I’ll start with a weird one.  This is less of an article and more of "Finding a needle in a haystack" story.  It started with a client that had a series of laptops that would not surf off site.


Nice try smart guy.

Running the NETSH RESET doesn’t fix it, nor does renaming the WINSOCK,WINSOCK2 and reinstalling TCP/IP OR getting your hands on any one of a dozen "Stack fixers"


How about this

Onsite (Corporate lan) no issue.

Offsite Not working.

"EASY!" You scream out. "PROXY SERVERS!"

Swat.  Back down and sit at the back of the class.  Checking the Proxy settings in the browser.  Clean.

"STATIC DNS!" I see somebody jumping up "STATIC ENTRIES IN THE HOSTS FILE!"

No no no no and No.   Remember I said "Needle in a Haystack."

So let’s see what I have for info.  Notebooks had Novell Client32, 3 party dialup, any one of three internet connections and a domain configuration.

And to boot?  A new install was doing it too.

Right.  System restore.  Back to domain membership and before applications installed.   Install dialer.  Hey it works! It works!  Reboot and test several times STILL WORKING.

Now add in Novell Client32.   Login working.  Offsite NOT WORKING.  My first GUT reaction.  Some type of policy applied with Novell.   Other than the Service Pack, nothing had really changed.  Must be a service pack issue.  I beam with pride having pointed out the troublemaker.

Client taps me on the back.

"We have one with SP2 doing it as well as SP4 Novell Client32"

Magic words burst forth to the computer gods in the sky.   The gods look down and smile with glee.  "Buah hah hah hah! Ye shalt not solveth this one! Buah hah hah hah!"

The only hint.  Running NSLOOKUP would show the two internal Corporate DNS servers as default, hard coded.  Finally in desperation, a regedit search.  Maybe it’s in plain text.

FIND 10.x.x.x

DING.  It shows up under a policy "DNS SERVERS".  My eyes roll in my head.  Some old legacy policy? NT 4! An NTCONFIG.POL file!  But why today?

Why is not relevant.  A fix.   Try renaming the key.  Poof.  Internet surfing working immediately.  The bandaid?  A simple REG file created for the user to purge that entry.

Deleting a registry key is not difficult.  You can do some fancy RUNDLL or Vbscript stuff.  If you have Powershell that’s built in (LOVE Powershell!)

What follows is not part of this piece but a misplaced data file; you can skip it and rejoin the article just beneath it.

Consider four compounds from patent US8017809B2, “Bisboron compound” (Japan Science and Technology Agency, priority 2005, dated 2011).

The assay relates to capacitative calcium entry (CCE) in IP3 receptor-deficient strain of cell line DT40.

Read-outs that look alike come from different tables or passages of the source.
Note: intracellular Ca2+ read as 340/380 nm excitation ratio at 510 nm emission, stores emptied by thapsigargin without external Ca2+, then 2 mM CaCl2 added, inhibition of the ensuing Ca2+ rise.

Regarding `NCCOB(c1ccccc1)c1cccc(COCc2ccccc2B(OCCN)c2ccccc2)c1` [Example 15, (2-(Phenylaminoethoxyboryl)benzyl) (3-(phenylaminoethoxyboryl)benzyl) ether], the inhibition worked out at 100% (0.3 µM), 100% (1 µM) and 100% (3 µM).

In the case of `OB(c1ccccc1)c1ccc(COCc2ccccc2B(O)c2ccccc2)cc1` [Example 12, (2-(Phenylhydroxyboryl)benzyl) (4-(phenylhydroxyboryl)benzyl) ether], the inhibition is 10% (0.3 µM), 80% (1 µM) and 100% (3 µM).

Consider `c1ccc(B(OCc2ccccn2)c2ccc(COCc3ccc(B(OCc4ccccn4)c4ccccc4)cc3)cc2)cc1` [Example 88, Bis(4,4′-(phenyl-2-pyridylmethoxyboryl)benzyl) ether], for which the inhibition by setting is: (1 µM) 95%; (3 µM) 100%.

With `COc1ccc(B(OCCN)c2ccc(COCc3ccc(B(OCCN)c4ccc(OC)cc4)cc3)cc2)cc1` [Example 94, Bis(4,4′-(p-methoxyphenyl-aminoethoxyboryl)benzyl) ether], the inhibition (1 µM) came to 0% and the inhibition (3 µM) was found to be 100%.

But with a .REG file (text file for importing changes to a registry) it’s not difficult.

Using REGEDIT, use the File/Export option to export the key in question.  Now it all depends if you want to delete the WHOLE KEY or just specific entries.  It’s still easy but a teeny bit different.

So let’s say the contents of "SAVED.REG" is


Windows Registry Editor Version 5.00

"iTunesHelper"=""C:\Program Files\iTunes\iTunesHelper.exe""
"SunJavaUpdateSched"=""C:\Program Files\Java\jre1.6.0-07\bin\jusched.exe""


Let’s pretend the offending key I want to remove is the "iTunesHelper" (not picking on Apple, just a random sample, so put the lawyers away!)

To remove the "Bad Apple" (sorry, bad pun!) from the system you simple make the file look like this.


Windows Registry Editor Version 5.00



So you change the contents being assigned to the value in the .REG file with a simple "-" (Minus, dash, hyphen, pokey thing) character

Resaving the file as FIX.REG or UNDO.REG or OHJANESTOPTHISCRAZYTHING.REG will get you a nice little file that will allow a merge into the registry to purge THAT SINGLE ITEM.  You will of course need adminstrative privaledges to do this but it IS handy to know this.

Now if you wanted to delete the entire key (BACK IT UP FIRST!) the command looks like this


Windows Registry Editor Version 5.00



Did anybody spot the difference and what we use to pull all of this off?  That’s right, the "-" (minus, dash, hyphen or whatever you would LIKE to call it).  Placed just after the "[" in that entry of the REG file will cause it to purge that ENTIRE key.  Careful.   This is a VERY powerful and dangerous option and should be used with extreme caution.

Now back to my "Needle in the Haystack" story

So digging into Group Policy later we found entries in the Default Domain applying hard coded DNS servers.  Why today.   That we didn’t isolate.  But it was revealed to me that the original consultant who setup the network years ago (Think just as A/D came out in Windows 2000) didn’t like using Active Directory Users and Computers and had turned on EVERY stupid legacy feature they could.  Best we could guess some automatic update triggered something between Windows and Novell to cause this beast to rise to the surface.   Normally I would have assumed a Group Policy, but it only applied when Client32 logged in.  

Boy doesn’t THAT throw you for a loop?

But I’ll tell you it was both interesting and frustrating to find it.  It also goes to show what can happen when you start over customizing the system.   Especially a) If you don’t document it and B) if you know JUST enough to get in trouble.

But it also shows that almost ANY problem CAN be solved without a full re-install of the operating system.  You just have to dig sometimes.

The Energized Tech
Dedication and Inspiration creating the new Generation